6. Remember who signs your paycheck
This is a corollary flowing from items 5 and 1. Just because the organization wants to do something risky, doesn't mean you need to be a roadblock. Your job is to provide information to the decision makers about risk. If the organization is willing to take on the risk, then your job is to make sure it can be done as safely as possible. Remember, business is about risk. And you can never be 100% secure.

7. You can outsource tactical tasks, but never your strategic thinking
I've seen a lot of organizations outsource their firewalls, their log reviews and major project implementations. Sure, if you're got a very tight set of expectations locked into the contract that you can verify on an on-going basis (see #4). I've even seen organizations hire in consultants to do things like write their entire security policy or DR plan. You can bring in consultants to help with these things, but make sure you're feeding the strategy to build upon. You need to make sure that these outsiders are creating solutions that are as flexible and intimately fitting as a pair of good jeans. I've seen organizations throw down tens of thousands of dollars for cookie cutter security documentation which might get them through an audit but doesn't provide more value than that.

8. Stock your tool chest appropriately
Hat tip to shrdlu for pointing out the Alton Brown method of choosing tools. Whenever you can, choose a multitasker over a unitasking tool. You've got a limited budget and you never know what the business guys are going to throw at you (see item 6). The best deals are for things that you can use in a variety of ways to protect yourself in lots of different ways. For me, DLP is useful as a discovery tool (see 2), an access control and even as a general awareness tool (see 3). If can't afford a dedicated virtual server sitting around waiting to guest host the latest greatest VMware security tools then at least have some burned ISOs ready to go.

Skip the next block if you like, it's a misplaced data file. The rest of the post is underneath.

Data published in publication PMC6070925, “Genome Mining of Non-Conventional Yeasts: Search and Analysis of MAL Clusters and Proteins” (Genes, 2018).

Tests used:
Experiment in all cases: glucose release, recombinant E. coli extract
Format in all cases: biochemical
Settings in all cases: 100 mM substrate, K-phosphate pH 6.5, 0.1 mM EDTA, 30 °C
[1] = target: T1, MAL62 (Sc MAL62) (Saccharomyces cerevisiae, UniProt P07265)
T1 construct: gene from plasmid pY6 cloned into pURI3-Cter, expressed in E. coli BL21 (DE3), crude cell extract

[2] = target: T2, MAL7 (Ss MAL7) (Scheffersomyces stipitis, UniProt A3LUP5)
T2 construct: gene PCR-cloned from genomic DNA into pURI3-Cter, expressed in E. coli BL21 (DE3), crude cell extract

9. You can break the rules when you've mastered them
Until then, implement the best practices and the PCI compliance standards. They're there for a reason. And most people are getting hacked because they're forgetting to do the simple well-known stuff. This also applies to enforcing your own rules. If you truly understand the security policy, then you'll known when you can bend it (see item 6) and when you must enforce it (item 5).

10. Network
In person, online, at conferences, locally and around the world. Meet other security people and swap war stories. You'll want the advice and you need to commiseration. I try to attend at least one national conference a year and 4 local ones. Plus my blog, the Security Twits and my Brazen Careerist network. Find a mentor and be a mentor. It's important to give and to take. Even if you don't think you have something to contribute, you do (even if it's only to share your fails). And for many of us, the problem is the opposite. Stop bragging and just shut-up-and-listen. Nobody likes a know-it-all.

Christmas Bonus Item

11. The question of specialization
If you're already not along in your career, then you will discover that the consummate security professional knows everything about security. To be worth anything, you should at least be competent with the basics like the ISC2's common body of knowledge . But at some point, you'll be tempted (either by yourself or your organization) to start specializing. If you do end up specializing, my advice is to pick a couple of specialties. Not only does it make you more layoff-proof, but it's also a lot more intellectually interesting. Some of us end up specializing in being generalists (hah), which really means we end up specializing in management because we spend more time overseeing things than actually doing things. That's fine, just get very good at all these items. Heck, if you're a Heidi fan, you'll notice that our beloved geek girl detective specializes in forensics, penetration testing (social engineering, physical security, info reconnaissance) and malware analysis.